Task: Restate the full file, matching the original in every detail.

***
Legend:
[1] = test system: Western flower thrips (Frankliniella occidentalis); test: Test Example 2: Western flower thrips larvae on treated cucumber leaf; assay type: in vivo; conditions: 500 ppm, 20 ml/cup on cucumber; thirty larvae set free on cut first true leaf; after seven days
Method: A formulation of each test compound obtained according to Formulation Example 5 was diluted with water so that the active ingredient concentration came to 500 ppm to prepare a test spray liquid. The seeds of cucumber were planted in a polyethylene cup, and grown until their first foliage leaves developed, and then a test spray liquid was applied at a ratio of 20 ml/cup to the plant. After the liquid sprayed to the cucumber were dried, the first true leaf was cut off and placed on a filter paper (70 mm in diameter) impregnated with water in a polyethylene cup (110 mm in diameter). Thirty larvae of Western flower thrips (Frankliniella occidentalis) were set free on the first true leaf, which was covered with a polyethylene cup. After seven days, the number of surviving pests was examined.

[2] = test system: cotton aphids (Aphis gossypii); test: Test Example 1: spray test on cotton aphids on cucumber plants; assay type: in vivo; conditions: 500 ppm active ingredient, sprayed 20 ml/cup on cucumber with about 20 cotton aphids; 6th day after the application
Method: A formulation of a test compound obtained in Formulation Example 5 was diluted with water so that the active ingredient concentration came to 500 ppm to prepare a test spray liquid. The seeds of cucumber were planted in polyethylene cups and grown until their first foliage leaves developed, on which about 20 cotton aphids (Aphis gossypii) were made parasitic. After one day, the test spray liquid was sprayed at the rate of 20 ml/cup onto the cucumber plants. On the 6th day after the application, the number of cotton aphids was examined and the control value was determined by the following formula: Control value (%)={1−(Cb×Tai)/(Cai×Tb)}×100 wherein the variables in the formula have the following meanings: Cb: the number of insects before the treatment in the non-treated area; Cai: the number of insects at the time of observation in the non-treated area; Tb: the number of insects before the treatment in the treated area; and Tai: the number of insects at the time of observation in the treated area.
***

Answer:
Legend:
[1] = test system: Western flower thrips (Frankliniella occidentalis); test: Test Example 2: Western flower thrips larvae on treated cucumber leaf; assay type: in vivo; conditions: 500 ppm, 20 ml/cup on cucumber; thirty larvae set free on cut first true leaf; after seven days
Method: A formulation of each test compound obtained according to Formulation Example 5 was diluted with water so that the active ingredient concentration came to 500 ppm to prepare a test spray liquid. The seeds of cucumber were planted in a polyethylene cup, and grown until their first foliage leaves developed, and then a test spray liquid was applied at a ratio of 20 ml/cup to the plant. After the liquid sprayed to the cucumber were dried, the first true leaf was cut off and placed on a filter paper (70 mm in diameter) impregnated with water in a polyethylene cup (110 mm in diameter). Thirty larvae of Western flower thrips (Frankliniella occidentalis) were set free on the first true leaf, which was covered with a polyethylene cup. After seven days, the number of surviving pests was examined.

[2] = test system: cotton aphids (Aphis gossypii); test: Test Example 1: spray test on cotton aphids on cucumber plants; assay type: in vivo; conditions: 500 ppm active ingredient, sprayed 20 ml/cup on cucumber with about 20 cotton aphids; 6th day after the application
Method: A formulation of a test compound obtained in Formulation Example 5 was diluted with water so that the active ingredient concentration came to 500 ppm to prepare a test spray liquid. The seeds of cucumber were planted in polyethylene cups and grown until their first foliage leaves developed, on which about 20 cotton aphids (Aphis gossypii) were made parasitic. After one day, the test spray liquid was sprayed at the rate of 20 ml/cup onto the cucumber plants. On the 6th day after the application, the number of cotton aphids was examined and the control value was determined by the following formula: Control value (%)={1−(Cb×Tai)/(Cai×Tb)}×100 wherein the variables in the formula have the following meanings: Cb: the number of insects before the treatment in the non-treated area; Cai: the number of insects at the time of observation in the non-treated area; Tb: the number of insects before the treatment in the treated area; and Tai: the number of insects at the time of observation in the treated area.